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June 27, 2015

Despite what its name implies, vitamin D is actually a hormone. It has many roles within the body including a part to play in the immune system. Sunlight is one of the best boosters of vitamin D, and during the spring and summer months our children should get enough if they spend short daily stints outside, without sun protection. However, as the dark afternoons draw in, how can we be sure how much vitamin D our children are actually getting?

We all know that calcium is needed for bone growth and strength, but vitamin D is also needed in the metabolic equation to absorb the calcium. This is why vitamin D is often fortified alongside calcium in products such as children’s breakfast cereals and milk. With recent reports of the Victorian disease of Rickets on the increase in children, it might be prudent to keep a closer eye on our children’s intake Only 10% of our vitamin D is usually through our diet – highlighting how problematic this may become during the darker months (Oct-Mar in the UK) when the sun isn’t around to provide us with the other 90%. Wherever you live, an extra dietary boost may be needed during the months where the sun is not high in the sky. Also, those children with darker skin will require more sunlight when they are outside due to the protective nature of darker skin (increased melanin). Dietary sources of vitamin D are fatty fish (salmon, sardine, and mackerel), liver, cheese, egg yolks, butter and in a lesser absorbed form (D2) from mushrooms. Supplementation is usually from cod liver oil or from fortified foods (eg. breakfast cereal, fruit drinks, nut milks, soya milk and margarine).

There are variations of recommended intakes between different countries, with something in the region of 8-25 mcg per day for 0-12 year olds, and a little more for 12-17 year olds, due to their growth phase. Most of this can be met by a daily sunshine exposure of around 15-20 minutes, with top ups coming from dietary sources. Median dietary intakes of vitamin D in children are between 1.9 mcg and 2.4 mcg per day according to a recent Irish study (2); so you can see that during the darker months or if children have their skin almost completely covered, then vitamin D in the blood may become quite low.

It is thought that bouts of asthma are often brought on by a cold or respiratory infection. However, research indicates that when vitamin D supplementation was given in addition to usual steroid inhalers, there was a reduced risk of events triggered by respiratory tract infections. This shows us how vitamin D has an important role to play in reducing inflammatory responses. There is also some speculation as to whether a lack of vitamin D can increase food allergies in children (3). The mechanism occurs as an increase in infections in the gastro-intestinal (GI) tract increases with vitamin D deficiency. As the internal workings of the GI tract becomes further compromised, it brings on an allergic response to certain trigger foods such as dairy, nuts and shellfish. The reason for this is that molecules arising from vitamin D metabolism help to defend the inner gut lining from foreign bodies. Without the correct barrier, the body ‘sees’ certain foods as invaders.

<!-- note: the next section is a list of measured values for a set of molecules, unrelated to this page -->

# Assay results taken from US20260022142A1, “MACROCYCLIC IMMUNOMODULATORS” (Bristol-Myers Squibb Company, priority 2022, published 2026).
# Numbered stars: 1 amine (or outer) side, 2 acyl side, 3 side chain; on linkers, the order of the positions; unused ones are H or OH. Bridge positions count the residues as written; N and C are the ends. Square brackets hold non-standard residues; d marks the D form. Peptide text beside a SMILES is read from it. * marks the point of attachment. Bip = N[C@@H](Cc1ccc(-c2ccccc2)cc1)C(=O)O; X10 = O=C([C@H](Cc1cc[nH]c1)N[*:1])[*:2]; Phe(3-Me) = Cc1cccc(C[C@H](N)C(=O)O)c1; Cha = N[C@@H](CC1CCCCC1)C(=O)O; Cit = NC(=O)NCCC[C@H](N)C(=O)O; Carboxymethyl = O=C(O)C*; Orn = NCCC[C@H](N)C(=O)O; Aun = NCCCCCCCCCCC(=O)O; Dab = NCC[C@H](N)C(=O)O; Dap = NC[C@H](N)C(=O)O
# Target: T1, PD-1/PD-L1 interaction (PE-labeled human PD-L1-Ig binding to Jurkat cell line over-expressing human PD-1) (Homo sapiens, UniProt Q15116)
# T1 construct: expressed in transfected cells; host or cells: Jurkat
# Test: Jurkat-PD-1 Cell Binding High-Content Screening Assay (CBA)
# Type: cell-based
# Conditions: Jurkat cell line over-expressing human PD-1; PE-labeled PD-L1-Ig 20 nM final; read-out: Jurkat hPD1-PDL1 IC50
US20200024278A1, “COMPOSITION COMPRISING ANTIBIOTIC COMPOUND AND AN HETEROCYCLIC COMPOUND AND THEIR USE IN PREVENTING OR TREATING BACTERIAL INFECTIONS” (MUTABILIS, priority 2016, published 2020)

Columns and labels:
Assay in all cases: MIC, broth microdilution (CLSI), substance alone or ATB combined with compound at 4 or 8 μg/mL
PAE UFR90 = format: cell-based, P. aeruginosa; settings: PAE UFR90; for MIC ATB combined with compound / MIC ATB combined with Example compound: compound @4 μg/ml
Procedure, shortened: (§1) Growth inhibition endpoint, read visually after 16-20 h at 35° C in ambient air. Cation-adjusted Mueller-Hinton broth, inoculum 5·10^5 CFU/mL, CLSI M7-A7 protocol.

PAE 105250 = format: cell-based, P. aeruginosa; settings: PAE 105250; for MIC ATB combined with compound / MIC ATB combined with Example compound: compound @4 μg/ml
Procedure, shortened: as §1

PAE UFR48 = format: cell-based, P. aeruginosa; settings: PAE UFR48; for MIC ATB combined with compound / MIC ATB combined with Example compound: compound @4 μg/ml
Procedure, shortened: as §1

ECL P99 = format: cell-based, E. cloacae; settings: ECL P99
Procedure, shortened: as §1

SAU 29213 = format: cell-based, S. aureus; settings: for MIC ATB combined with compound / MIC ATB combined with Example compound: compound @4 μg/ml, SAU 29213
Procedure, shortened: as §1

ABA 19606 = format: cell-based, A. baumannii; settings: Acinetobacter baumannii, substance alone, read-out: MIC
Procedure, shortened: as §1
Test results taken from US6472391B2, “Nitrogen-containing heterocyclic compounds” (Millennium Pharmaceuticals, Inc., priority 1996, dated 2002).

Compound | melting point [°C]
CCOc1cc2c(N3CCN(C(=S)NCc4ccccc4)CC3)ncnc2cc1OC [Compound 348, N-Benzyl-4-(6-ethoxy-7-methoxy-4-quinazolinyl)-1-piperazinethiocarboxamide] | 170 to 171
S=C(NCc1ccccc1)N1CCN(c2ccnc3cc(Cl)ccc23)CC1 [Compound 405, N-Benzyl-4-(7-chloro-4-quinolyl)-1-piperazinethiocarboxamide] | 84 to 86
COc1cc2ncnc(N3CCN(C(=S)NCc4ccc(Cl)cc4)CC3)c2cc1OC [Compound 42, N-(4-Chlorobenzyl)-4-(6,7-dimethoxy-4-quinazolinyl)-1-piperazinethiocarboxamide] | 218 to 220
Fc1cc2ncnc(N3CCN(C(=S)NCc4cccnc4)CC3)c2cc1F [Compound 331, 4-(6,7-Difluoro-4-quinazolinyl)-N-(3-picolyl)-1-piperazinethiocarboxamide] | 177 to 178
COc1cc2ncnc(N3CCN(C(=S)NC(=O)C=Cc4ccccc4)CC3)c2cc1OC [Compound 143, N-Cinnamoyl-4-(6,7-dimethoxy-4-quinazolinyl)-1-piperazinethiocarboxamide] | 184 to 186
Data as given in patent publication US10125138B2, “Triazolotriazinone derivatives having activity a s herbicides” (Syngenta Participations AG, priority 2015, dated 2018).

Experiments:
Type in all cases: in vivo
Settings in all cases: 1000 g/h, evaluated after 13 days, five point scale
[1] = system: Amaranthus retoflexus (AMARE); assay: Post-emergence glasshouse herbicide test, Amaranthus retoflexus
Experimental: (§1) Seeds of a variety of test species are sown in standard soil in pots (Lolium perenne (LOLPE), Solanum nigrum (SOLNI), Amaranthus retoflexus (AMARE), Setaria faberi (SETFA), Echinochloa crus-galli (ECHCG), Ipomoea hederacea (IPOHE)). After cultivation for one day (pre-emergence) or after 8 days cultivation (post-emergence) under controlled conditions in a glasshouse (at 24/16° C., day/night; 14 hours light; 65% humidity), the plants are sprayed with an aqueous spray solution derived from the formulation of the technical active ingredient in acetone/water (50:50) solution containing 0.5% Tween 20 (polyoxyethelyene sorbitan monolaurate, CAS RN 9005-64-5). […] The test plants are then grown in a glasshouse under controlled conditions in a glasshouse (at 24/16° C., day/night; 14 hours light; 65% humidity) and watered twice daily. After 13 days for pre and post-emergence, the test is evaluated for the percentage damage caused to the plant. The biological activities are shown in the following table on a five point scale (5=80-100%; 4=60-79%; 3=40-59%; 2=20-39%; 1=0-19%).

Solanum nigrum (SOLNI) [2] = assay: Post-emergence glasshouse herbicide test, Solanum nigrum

Vitamin D deficiency has been linked to many other disorders including multiple sclerosis, depression, arthritis, heart attacks, seizures, cardiomyopathy, muscle weakness and even cancer.

It is important to note that vitamin D is fat soluble and will build up within the body if taken in excessive amounts for a length of time. However, you cannot get too much vitamin D from exposure to the sun, as the body will only make as much as you need. Obviously, care needs to be taken with reference to long exposure to the sun and the risk of sunburn.

In summary, allowing your child some daily sunshine, where possible, is essential for a natural vitamin D production. Adding into the equation a mix of foods that are high in vitamin D will ensure that ‘all bases are covered’ when the sun isn’t shining.

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